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Published: Saturday, 1/25/2003

Watch for warnings of a crash

You won't see sparks or smell smoke. But you probably will get other warning signs before a sick computer crashes.

The secret is learning not to ignore the electronic whispers that signal when a computer has developed terminal illness.

Count me among the slow learners. I've used more than two dozen different computers over the last 20 years, and two have crashed.

“Crash” in this case means that the hardware - the disk drive, for instance, the motherboard, or the memory chips - have suddenly gone bad, leaving the PC inoperable. The darn thing won't start, or it starts but won't work.

I let the third crash sneak up, ignoring months of distress signals from one PC that I've used since 1997. Then one Monday morning the monitor welcomed me with a warning message that became the PC's obituary.

That antique had no blistering-fast processor, enormous hard drive, CD burner, or state-of-the-art audio system. But it was a workhorse, perfect for word processing, e-mail, and Internet tasks - which account for more than 90 per cent of the typical person's computer time.

Hardware components are most apt to fail in computers that have been in use for several years. The damaging effects of heat and mechanical wear and tear on the hard disk drive accumulate with time, and eventually take their toll.

Knowing the warning signs of an impending crash is important. It gives you a chance to prepare for the worst.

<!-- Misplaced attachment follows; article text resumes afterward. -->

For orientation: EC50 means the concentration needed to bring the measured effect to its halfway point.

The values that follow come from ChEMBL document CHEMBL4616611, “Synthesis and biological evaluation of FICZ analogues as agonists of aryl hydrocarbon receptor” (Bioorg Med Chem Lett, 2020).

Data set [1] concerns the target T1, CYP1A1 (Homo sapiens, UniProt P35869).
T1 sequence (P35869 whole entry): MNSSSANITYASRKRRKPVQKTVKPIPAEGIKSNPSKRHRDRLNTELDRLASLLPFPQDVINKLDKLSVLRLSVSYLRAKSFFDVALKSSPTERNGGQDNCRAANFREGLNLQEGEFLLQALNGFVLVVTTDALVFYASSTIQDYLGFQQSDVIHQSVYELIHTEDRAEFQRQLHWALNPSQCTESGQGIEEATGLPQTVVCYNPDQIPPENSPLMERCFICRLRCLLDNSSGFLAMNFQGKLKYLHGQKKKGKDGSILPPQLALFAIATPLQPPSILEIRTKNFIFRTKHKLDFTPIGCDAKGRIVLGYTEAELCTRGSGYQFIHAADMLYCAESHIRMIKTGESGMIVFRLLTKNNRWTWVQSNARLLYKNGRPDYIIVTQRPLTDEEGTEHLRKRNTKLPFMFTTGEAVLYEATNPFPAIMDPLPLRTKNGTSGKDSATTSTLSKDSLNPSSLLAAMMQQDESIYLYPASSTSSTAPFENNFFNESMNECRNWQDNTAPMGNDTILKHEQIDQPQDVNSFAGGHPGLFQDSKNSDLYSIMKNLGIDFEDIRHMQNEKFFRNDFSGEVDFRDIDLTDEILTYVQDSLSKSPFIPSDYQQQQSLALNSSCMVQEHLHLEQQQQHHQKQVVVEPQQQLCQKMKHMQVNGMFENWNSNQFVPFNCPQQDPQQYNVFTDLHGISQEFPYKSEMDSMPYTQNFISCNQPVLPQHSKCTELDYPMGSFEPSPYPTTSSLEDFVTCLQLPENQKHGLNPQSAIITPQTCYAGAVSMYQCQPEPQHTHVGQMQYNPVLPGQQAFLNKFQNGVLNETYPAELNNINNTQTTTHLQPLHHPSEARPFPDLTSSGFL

Make backup copies of important files and e-mail address books; get help from the manufacturer's technical support hotline; check the costs of having a professional repair service diagnose the computer, and decide whether to spend money on repairs or a new computer.

The warning signs include:

*Error messages that never appeared before, or appear more often.

*Files that become corrupted and can't be read.

*More freeze-ups, when the computer won't respond to keyboard or mouse commands and must be restarted.

*Unusual activity of the hard disk drive, with the drive light flashing and the mechanism cranking away for no apparent reason.

*Strange noises from inside the system unit, the box that contains a computer's electronics.

Don't panic if they appear. Other easily fixed problems - including viruses - can cause similar symptoms. Even a sick computer may continue to work for weeks.

But do make backup copies of important files immediately.

You can do some diagnosing without buying special software (such as McAfee Utilities or Norton Utilities).

One step: Check the hard disk with Scan Disk, a built-in program. Click the Windows Start Button, select Programs, Accessories, System Tools, and Scan Disk.

Another: Use the computer's “help” feature to look for other diagnostic programs. Click the Start Button, select Help, and search for tips on “diagnosing problems.”

Don't forget to update your anti-virus software, if necessary, and scan for viruses.



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